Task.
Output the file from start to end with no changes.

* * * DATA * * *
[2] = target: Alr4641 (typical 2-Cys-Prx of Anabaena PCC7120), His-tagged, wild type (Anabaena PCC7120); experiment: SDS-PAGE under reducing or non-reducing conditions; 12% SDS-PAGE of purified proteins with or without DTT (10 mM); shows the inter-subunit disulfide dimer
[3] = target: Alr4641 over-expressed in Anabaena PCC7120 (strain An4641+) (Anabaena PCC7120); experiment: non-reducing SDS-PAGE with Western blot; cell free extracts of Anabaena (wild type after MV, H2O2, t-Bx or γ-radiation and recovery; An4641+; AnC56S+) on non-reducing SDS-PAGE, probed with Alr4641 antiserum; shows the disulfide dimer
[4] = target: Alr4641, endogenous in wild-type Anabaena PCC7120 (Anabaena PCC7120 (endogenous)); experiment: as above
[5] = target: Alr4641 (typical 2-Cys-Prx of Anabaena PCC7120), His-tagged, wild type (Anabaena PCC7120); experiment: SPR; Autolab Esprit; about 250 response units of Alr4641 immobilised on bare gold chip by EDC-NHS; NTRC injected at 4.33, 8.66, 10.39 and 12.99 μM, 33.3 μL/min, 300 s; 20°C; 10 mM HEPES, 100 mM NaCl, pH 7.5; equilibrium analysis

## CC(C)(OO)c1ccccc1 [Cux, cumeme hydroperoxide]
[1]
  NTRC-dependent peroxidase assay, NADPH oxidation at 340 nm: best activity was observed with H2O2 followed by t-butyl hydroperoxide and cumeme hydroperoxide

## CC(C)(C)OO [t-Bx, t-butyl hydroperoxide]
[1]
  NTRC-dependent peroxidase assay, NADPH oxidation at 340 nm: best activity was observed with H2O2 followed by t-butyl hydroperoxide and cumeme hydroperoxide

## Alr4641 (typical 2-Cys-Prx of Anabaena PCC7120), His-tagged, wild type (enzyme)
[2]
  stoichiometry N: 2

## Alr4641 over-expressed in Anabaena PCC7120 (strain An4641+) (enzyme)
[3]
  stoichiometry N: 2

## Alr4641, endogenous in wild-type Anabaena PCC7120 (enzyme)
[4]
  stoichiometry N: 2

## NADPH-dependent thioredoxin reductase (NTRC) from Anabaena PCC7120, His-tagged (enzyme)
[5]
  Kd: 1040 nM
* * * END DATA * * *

[2] = target: Alr4641 (typical 2-Cys-Prx of Anabaena PCC7120), His-tagged, wild type (Anabaena PCC7120); experiment: SDS-PAGE under reducing or non-reducing conditions; 12% SDS-PAGE of purified proteins with or without DTT (10 mM); shows the inter-subunit disulfide dimer
[3] = target: Alr4641 over-expressed in Anabaena PCC7120 (strain An4641+) (Anabaena PCC7120); experiment: non-reducing SDS-PAGE with Western blot; cell free extracts of Anabaena (wild type after MV, H2O2, t-Bx or γ-radiation and recovery; An4641+; AnC56S+) on non-reducing SDS-PAGE, probed with Alr4641 antiserum; shows the disulfide dimer
[4] = target: Alr4641, endogenous in wild-type Anabaena PCC7120 (Anabaena PCC7120 (endogenous)); experiment: as above
[5] = target: Alr4641 (typical 2-Cys-Prx of Anabaena PCC7120), His-tagged, wild type (Anabaena PCC7120); experiment: SPR; Autolab Esprit; about 250 response units of Alr4641 immobilised on bare gold chip by EDC-NHS; NTRC injected at 4.33, 8.66, 10.39 and 12.99 μM, 33.3 μL/min, 300 s; 20°C; 10 mM HEPES, 100 mM NaCl, pH 7.5; equilibrium analysis

## CC(C)(OO)c1ccccc1 [Cux, cumeme hydroperoxide]
[1]
  NTRC-dependent peroxidase assay, NADPH oxidation at 340 nm: best activity was observed with H2O2 followed by t-butyl hydroperoxide and cumeme hydroperoxide

## CC(C)(C)OO [t-Bx, t-butyl hydroperoxide]
[1]
  NTRC-dependent peroxidase assay, NADPH oxidation at 340 nm: best activity was observed with H2O2 followed by t-butyl hydroperoxide and cumeme hydroperoxide

## Alr4641 (typical 2-Cys-Prx of Anabaena PCC7120), His-tagged, wild type (enzyme)
[2]
  stoichiometry N: 2

## Alr4641 over-expressed in Anabaena PCC7120 (strain An4641+) (enzyme)
[3]
  stoichiometry N: 2

## Alr4641, endogenous in wild-type Anabaena PCC7120 (enzyme)
[4]
  stoichiometry N: 2

## NADPH-dependent thioredoxin reductase (NTRC) from Anabaena PCC7120, His-tagged (enzyme)
[5]
  Kd: 1040 nM